I took my kids to the zoo this morning, which is really no small feat with these people. It requires a lot of preparation: timing for nursing, sandal buckling, lunch packing, stroller folding, supplies gathering, etc etc. Anyways, we made it out the door, we even made a quick stop at Trader Joes, and then we made it to the zoo. Parking lot. The zoo parking lot. Because once we got that far, I saw bus after bus after yellow looming school bus, parked along the road and emptied of children, whom I could only assume were running through the zoo.
Hundreds of them.
And normally I wouldn’t care, actually in my old life I would’ve been corralling a big hoard of kids myself, for my job at summer camps or after school programs, but this is my new life and it involves two little babies who can’t do anything by themselves and are easily lost. The zoo, crowded and hot, felt very stressful. Every time I turned around I caught a glimpse of Clara running off with one of her ‘older’ cousins (3 year olds, very responsible you know) and it. was. not. fun. We made it about 100 yards in to the tiger exhibit, only to the find that the great cat was hiding somewhere in his cage, away from the multitudes of pudgy fingers clawing at the glass window of his home. My sisters and I backed our strollers out onto the winding path crammed with school children and said over the din of our crying toddlers: “Let’s get the heck out of here.”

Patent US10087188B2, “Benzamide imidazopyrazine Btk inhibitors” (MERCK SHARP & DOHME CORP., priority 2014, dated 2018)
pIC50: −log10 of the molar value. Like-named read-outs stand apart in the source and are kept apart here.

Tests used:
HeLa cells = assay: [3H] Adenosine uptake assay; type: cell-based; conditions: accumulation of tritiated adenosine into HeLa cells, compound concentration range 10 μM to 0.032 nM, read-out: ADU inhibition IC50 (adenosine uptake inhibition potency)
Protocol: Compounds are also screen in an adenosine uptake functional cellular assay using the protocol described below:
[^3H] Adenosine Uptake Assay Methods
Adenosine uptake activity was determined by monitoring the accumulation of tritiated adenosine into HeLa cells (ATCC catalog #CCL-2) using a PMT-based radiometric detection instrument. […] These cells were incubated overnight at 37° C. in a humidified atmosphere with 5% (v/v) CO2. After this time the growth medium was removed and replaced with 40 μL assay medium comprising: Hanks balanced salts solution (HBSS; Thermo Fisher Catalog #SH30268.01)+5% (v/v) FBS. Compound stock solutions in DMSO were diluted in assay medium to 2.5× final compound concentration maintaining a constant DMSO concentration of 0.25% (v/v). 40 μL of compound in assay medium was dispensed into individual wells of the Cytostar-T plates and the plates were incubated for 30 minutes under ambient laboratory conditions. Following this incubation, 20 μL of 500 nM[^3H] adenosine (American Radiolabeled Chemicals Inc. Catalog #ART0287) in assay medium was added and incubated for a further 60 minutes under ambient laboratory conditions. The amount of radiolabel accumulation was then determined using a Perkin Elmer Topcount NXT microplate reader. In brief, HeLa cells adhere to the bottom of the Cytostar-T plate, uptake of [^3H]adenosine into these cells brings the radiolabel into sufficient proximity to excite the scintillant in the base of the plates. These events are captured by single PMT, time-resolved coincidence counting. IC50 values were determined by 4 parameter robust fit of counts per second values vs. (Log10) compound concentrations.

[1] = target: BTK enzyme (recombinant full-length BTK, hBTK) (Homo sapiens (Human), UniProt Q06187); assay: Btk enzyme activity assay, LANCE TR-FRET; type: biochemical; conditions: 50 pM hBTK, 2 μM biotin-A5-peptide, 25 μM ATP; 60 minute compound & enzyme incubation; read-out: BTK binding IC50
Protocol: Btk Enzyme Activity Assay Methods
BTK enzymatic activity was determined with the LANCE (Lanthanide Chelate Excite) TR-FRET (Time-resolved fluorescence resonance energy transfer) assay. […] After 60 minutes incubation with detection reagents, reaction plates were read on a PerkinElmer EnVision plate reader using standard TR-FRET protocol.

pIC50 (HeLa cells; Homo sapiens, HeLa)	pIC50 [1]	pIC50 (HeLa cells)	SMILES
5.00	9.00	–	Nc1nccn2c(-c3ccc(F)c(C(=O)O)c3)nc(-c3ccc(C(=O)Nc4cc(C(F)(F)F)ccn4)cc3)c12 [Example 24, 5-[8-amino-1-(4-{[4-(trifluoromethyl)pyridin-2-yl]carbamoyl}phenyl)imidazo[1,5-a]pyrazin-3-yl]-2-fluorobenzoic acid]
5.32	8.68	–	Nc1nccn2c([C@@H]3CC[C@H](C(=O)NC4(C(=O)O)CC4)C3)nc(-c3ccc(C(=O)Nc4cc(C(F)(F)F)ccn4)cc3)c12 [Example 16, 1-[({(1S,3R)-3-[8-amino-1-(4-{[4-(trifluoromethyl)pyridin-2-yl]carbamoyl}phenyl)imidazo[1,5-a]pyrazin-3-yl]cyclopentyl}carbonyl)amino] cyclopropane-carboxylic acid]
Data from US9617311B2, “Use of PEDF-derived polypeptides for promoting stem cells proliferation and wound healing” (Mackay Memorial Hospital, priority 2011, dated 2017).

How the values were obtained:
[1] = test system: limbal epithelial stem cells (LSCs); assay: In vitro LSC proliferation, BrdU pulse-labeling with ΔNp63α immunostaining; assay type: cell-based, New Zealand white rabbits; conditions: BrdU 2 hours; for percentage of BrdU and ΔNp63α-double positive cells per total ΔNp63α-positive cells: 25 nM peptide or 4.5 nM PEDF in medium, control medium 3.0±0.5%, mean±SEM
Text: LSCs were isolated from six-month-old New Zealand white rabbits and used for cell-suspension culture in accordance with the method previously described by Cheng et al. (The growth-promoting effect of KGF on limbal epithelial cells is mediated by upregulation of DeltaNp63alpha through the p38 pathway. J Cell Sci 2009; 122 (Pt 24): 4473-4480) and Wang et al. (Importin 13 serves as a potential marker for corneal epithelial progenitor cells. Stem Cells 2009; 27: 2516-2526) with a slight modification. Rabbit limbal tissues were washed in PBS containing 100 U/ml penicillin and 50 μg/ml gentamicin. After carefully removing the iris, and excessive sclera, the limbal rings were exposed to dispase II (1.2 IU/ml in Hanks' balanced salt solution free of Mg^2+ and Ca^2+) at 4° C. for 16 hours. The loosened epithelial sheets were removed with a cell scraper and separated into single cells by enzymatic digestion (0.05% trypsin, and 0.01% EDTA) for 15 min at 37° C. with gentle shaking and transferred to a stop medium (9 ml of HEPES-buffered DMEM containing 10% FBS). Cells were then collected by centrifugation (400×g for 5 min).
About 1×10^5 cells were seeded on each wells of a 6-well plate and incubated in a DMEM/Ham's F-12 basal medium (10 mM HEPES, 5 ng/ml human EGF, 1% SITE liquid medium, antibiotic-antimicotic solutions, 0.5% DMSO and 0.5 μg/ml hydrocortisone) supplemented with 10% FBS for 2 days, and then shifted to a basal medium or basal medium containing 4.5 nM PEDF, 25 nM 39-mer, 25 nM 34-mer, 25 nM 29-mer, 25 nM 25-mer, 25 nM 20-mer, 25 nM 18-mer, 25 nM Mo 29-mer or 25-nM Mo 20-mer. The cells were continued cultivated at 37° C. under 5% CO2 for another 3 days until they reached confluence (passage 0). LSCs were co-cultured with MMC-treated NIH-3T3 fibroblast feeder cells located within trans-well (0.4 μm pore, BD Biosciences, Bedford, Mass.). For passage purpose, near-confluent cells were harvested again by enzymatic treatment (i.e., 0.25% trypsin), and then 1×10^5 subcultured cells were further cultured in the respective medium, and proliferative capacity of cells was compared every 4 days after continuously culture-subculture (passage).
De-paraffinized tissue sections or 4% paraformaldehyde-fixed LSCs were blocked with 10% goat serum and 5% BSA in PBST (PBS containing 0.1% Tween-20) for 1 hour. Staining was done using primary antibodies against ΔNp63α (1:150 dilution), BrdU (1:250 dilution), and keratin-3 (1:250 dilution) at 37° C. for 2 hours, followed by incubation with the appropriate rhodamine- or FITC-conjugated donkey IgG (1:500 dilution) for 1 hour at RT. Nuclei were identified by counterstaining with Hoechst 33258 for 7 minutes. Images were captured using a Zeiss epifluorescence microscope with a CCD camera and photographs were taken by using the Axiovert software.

We ate our picnic in the park under the shade of giant old trees and caught our breath. We changed diapers, cleaned up our mess, and after watching enormous crowds leave for their own lunch break, decided to try the zoo again. After 15 minutes of the chaos and the glaring sunshine on Clara’s brightening skin, I knew I was done. So I bid farewell and pushed my stroller with my tired daughter back to our car on the other side of the park. Then I needed to nurse baby Sam. I set Clara in her car seat and fed him behind the steering wheel. Then I got out to buckle him into his car seat, shut the car doors, and stretched in the sun. And felt a cool breeze across my breast.
Yes. Across my breast. Because I was still in “nursing position,” if you will, unhinged for all the world (park) to see.
Perfect. And you’re welcome, park dwellers. I take my payment in singles.
My babies cried most of the way home, hot and exhausted, and I hustled them inside our house for naps. They were both pretty worked up, so I held them close and rocked them. I read a few books. I sang their favorite lullabies. They calmed down and went to sleep.
Some stuff sucks with babies.
Like the zoo on field trip day.
And nursing in parking lots.
But this day right here? This is the tiniest, teensiest, most precious moment in time when they both fit in my lap. And they both just need a whispered rendition of “You are my sunshine” for their lives to be right again. That’s all. Just my lap and a sweet song and they are off to sleep with tired smiles on their faces.
And you know what?
I love that.
I really, really love that.